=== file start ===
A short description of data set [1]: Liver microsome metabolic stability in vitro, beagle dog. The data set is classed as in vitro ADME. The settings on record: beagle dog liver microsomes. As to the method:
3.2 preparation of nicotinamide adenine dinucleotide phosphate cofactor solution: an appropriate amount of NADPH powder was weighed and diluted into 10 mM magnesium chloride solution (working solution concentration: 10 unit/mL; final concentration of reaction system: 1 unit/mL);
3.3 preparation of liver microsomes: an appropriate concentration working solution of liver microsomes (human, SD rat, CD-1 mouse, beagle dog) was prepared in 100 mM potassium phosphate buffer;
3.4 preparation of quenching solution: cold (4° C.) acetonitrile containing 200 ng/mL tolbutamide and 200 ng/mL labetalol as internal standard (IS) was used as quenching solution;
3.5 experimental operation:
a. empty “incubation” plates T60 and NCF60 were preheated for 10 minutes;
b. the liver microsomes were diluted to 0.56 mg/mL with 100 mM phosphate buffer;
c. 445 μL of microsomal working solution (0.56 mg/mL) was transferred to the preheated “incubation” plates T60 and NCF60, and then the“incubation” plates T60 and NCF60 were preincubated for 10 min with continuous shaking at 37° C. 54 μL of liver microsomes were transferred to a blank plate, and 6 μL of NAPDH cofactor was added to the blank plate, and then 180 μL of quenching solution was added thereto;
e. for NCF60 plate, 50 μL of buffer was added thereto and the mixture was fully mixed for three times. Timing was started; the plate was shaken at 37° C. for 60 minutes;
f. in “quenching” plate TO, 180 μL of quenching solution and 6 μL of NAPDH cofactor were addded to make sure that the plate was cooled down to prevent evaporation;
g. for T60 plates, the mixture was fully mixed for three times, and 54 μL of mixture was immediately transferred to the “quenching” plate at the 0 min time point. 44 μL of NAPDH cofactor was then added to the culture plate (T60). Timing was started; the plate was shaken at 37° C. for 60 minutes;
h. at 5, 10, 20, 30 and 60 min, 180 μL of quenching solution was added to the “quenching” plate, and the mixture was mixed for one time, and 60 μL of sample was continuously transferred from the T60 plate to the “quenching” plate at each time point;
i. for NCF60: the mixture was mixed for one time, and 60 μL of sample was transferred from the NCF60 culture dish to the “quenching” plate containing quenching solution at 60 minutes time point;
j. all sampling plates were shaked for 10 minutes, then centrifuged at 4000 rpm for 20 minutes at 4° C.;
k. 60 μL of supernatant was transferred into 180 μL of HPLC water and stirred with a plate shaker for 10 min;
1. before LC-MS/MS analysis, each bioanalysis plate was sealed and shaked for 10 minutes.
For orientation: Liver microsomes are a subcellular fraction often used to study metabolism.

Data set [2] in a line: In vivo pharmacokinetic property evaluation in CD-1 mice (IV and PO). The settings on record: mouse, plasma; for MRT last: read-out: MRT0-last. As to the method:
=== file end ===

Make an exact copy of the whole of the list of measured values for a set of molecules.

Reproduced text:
A short description of data set [1]: Liver microsome metabolic stability in vitro, beagle dog. The data set is classed as in vitro ADME. The settings on record: beagle dog liver microsomes. As to the method:
3.2 preparation of nicotinamide adenine dinucleotide phosphate cofactor solution: an appropriate amount of NADPH powder was weighed and diluted into 10 mM magnesium chloride solution (working solution concentration: 10 unit/mL; final concentration of reaction system: 1 unit/mL);
3.3 preparation of liver microsomes: an appropriate concentration working solution of liver microsomes (human, SD rat, CD-1 mouse, beagle dog) was prepared in 100 mM potassium phosphate buffer;
3.4 preparation of quenching solution: cold (4° C.) acetonitrile containing 200 ng/mL tolbutamide and 200 ng/mL labetalol as internal standard (IS) was used as quenching solution;
3.5 experimental operation:
a. empty “incubation” plates T60 and NCF60 were preheated for 10 minutes;
b. the liver microsomes were diluted to 0.56 mg/mL with 100 mM phosphate buffer;
c. 445 μL of microsomal working solution (0.56 mg/mL) was transferred to the preheated “incubation” plates T60 and NCF60, and then the“incubation” plates T60 and NCF60 were preincubated for 10 min with continuous shaking at 37° C. 54 μL of liver microsomes were transferred to a blank plate, and 6 μL of NAPDH cofactor was added to the blank plate, and then 180 μL of quenching solution was added thereto;
e. for NCF60 plate, 50 μL of buffer was added thereto and the mixture was fully mixed for three times. Timing was started; the plate was shaken at 37° C. for 60 minutes;
f. in “quenching” plate TO, 180 μL of quenching solution and 6 μL of NAPDH cofactor were addded to make sure that the plate was cooled down to prevent evaporation;
g. for T60 plates, the mixture was fully mixed for three times, and 54 μL of mixture was immediately transferred to the “quenching” plate at the 0 min time point. 44 μL of NAPDH cofactor was then added to the culture plate (T60). Timing was started; the plate was shaken at 37° C. for 60 minutes;
h. at 5, 10, 20, 30 and 60 min, 180 μL of quenching solution was added to the “quenching” plate, and the mixture was mixed for one time, and 60 μL of sample was continuously transferred from the T60 plate to the “quenching” plate at each time point;
i. for NCF60: the mixture was mixed for one time, and 60 μL of sample was transferred from the NCF60 culture dish to the “quenching” plate containing quenching solution at 60 minutes time point;
j. all sampling plates were shaked for 10 minutes, then centrifuged at 4000 rpm for 20 minutes at 4° C.;
k. 60 μL of supernatant was transferred into 180 μL of HPLC water and stirred with a plate shaker for 10 min;
1. before LC-MS/MS analysis, each bioanalysis plate was sealed and shaked for 10 minutes.
For orientation: Liver microsomes are a subcellular fraction often used to study metabolism.

Data set [2] in a line: In vivo pharmacokinetic property evaluation in CD-1 mice (IV and PO). The settings on record: mouse, plasma; for MRT last: read-out: MRT0-last. As to the method: